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June 12, 2014

Discovering new types of collectibles, antiques, and memorabilia is so much fun.
The cigarette silk I purchased for $1.50.
While in Washington, DC,  this past weekend Mother and I attended the 30th Annual Strawberry Festival on the grounds of the Sandy Springs Museum.  The museum sponsored a yard sale (for which I made a bee line) where I found cigarette silks for sale.
According to Kovel's, cigarette silks (also called tobacco silks) were clever marketing items placed inside packages of cigarettes between 1910 and 1915. 
 Not to be confused with cigarette cards, the "silks" were actually
satin fabric 2"x3" rectangles depicting flowers, animals, state flags,
athletes, college mascots, royalty, American Indians, foreign
countries and many other subjects.
This collection contains silks of American stage actresses
who were popular at the turn of the 20th century:
Small fabric silks were often used to make mini-quilts:
  Animal silks were assembled to make a small comforter:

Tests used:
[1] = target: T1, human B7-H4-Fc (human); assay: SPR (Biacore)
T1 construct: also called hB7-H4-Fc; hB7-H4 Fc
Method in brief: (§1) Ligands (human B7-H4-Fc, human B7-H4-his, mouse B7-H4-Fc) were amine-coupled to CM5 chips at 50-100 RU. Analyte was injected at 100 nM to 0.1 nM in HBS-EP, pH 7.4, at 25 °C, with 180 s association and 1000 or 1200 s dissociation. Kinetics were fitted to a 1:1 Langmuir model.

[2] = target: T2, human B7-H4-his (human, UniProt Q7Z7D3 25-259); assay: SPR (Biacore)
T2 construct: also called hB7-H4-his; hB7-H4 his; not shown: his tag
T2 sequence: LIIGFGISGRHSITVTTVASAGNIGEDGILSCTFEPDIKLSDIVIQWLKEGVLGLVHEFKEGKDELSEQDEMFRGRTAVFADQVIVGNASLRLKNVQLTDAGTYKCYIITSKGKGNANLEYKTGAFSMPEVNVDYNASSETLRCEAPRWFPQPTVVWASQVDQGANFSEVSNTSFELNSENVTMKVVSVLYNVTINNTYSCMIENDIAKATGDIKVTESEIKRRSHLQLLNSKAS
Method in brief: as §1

Nebo cigarettes were originally manufactured in New York City
but the company sold to the P. Lorillard Company in 1911, which
means that these silks are at least 100 years old:
  While not especially politically correct, tobacco-related memorabilia,
ephemera, and paraphernalia have been popular collectibles for many
years.  If you know a young person who is interested in starting an
unusual collection tell them about cigarette silks.  They're still very
affordable (most under $5) and quite unique.

In addition to the cigarette silk I also bought a vintage King Syrup
pail for $2 and a small pair of old Amish dolls for $3.  Great finds!
 It's been my experience that sales conducted by charity organizations
and non-profit groups are often where you find the best bargains.


  1. OMGosh I really like the old cigarette silks and haven't seen any for years and years.
    When I lived in Kentucky they were like little pieces of gold, women really collected them for sewing projects.1970's
    I would love to attend a sale like you went to and see real antique old items

    1. It was so much fun! I had never heard of cigarette silks and was so happy to stumble across them. There was also a box of old maps priced at $1 each but I just didn't have a use for them. They were all from the 1950s and the Potomac River area. In hind sight, wish I had picked up a few of them, too.

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